Casey is old enough to realize that his illogical thinking doesn’t stand up to any real scrutiny. But then, Casey isn’t trying to actually think. What he is doing is evading the real issues that Parent Trigger laws (along with efforts to expand school choice) are tackling: The reality that traditional public education policies have ling denied families, especially those from poor and minority backgrounds, the ability to help their kids get high-quality learning.
Contrary to Casey’s contention, the reality is that the AFT, along with the National Education Association, traditional district bureaucrats, and ed school players, have long considered families to be little more than nuisances and afterthoughts in education. From where the average NEA and AFT boss sits, families should be barely seen and almost never heard from except through old-school family engagement groups (and new versions such as Parents Across America) that the unions have long co-opted. As seen in battles such as those between mostly-black families in New York City’s Ocean Hill-Brownsville community and the AFT’s New York local in 1968, and fracases between modern Parent Power groups and NEA affiliates over the use of Parent Trigger laws in the California cities of Adelanto and Compton — education traditionalists are none too fond of families demanding to sit at the proverbial adult table of decision-making. And it is this longstanding disdain toward — and inherent distrust of — families (along with the unwillingness to hand over hard-won clout over education policymaking) that explains why union officials (along with their counterparts in district bureaucracies) oppose the expansion of charters and other forms of school choice.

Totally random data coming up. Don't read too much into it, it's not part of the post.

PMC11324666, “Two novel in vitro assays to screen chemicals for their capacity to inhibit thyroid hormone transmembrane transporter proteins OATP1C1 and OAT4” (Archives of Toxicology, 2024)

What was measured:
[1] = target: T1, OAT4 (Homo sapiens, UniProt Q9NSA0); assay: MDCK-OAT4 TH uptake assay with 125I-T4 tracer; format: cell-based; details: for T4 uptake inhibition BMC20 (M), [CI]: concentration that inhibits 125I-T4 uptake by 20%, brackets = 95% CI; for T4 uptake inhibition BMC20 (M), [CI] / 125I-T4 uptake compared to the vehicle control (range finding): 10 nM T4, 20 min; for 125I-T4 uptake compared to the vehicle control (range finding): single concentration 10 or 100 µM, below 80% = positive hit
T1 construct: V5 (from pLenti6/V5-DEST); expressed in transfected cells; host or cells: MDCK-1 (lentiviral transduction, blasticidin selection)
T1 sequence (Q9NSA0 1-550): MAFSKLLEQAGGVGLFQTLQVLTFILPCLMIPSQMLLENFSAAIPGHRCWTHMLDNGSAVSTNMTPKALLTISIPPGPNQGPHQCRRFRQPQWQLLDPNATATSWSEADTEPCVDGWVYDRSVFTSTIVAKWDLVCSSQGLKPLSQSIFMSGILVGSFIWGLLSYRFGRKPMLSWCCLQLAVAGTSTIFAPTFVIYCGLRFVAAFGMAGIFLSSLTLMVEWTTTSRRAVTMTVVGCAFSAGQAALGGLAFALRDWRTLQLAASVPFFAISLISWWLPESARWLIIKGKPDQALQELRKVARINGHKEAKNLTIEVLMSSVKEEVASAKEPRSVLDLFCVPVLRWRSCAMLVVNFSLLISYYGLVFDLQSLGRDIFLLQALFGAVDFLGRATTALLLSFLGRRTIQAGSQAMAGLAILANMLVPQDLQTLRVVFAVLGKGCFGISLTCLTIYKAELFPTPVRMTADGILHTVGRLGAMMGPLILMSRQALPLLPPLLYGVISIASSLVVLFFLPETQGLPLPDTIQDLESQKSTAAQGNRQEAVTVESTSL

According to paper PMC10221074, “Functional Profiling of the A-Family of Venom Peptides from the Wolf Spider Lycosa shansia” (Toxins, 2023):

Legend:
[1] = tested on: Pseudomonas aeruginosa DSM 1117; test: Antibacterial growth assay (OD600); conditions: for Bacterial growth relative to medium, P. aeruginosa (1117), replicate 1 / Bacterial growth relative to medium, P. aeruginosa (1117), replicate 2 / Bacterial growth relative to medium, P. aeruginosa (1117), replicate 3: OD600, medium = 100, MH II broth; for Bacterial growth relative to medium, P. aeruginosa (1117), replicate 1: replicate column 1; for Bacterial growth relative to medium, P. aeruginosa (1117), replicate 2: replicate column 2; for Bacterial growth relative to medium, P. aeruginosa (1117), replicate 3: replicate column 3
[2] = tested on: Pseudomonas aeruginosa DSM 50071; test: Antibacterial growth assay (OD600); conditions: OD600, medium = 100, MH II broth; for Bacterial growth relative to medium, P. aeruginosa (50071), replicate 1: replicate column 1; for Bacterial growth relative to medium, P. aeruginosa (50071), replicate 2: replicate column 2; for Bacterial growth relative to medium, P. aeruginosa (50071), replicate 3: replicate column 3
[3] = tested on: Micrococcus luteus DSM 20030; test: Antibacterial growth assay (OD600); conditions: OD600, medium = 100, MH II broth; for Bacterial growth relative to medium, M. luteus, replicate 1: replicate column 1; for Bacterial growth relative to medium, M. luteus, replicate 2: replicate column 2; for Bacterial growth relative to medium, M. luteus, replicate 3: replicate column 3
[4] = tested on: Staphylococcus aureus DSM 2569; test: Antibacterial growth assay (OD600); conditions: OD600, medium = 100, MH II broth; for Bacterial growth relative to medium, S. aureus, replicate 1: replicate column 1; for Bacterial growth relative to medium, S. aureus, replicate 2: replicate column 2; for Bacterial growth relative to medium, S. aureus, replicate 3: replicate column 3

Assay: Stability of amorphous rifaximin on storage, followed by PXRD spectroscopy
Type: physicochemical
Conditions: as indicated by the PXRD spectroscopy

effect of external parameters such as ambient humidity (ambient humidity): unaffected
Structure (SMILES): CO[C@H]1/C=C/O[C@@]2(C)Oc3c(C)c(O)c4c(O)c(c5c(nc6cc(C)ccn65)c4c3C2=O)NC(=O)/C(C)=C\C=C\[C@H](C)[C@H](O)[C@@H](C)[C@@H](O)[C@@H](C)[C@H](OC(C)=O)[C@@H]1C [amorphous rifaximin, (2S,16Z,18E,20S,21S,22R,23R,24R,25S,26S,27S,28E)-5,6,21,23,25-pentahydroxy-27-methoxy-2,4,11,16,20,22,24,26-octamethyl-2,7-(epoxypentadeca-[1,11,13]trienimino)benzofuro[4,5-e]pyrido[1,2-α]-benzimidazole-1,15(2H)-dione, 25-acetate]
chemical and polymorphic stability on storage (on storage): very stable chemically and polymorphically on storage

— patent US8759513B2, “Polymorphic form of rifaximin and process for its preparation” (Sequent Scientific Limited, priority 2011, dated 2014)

Such opposition to families has consequences. For one, the disdain trickles down into relationships between those who work in schools and the very families they serve. This is especially true for poor and minority families in urban districts. As Peter McDermott and Julia Johnson Rothenberg of the Sage Colleges have noted in their research on school engagement, urban and low-income parents often perceive schools to be unwelcoming and interactions with teachers to be “painful encounters.” While this is partly due to the negative experiences these parents have had with schools — especially those failure mills that they once attended and to which their children now go — it is also . But it is also about the fact that there are many teachers who look at parents, especially those who may not be capable of helping their kids because of their own learning issues — and are downright hostile to those mothers and fathers who want their role in shaping education to extend beyond field trips and homework.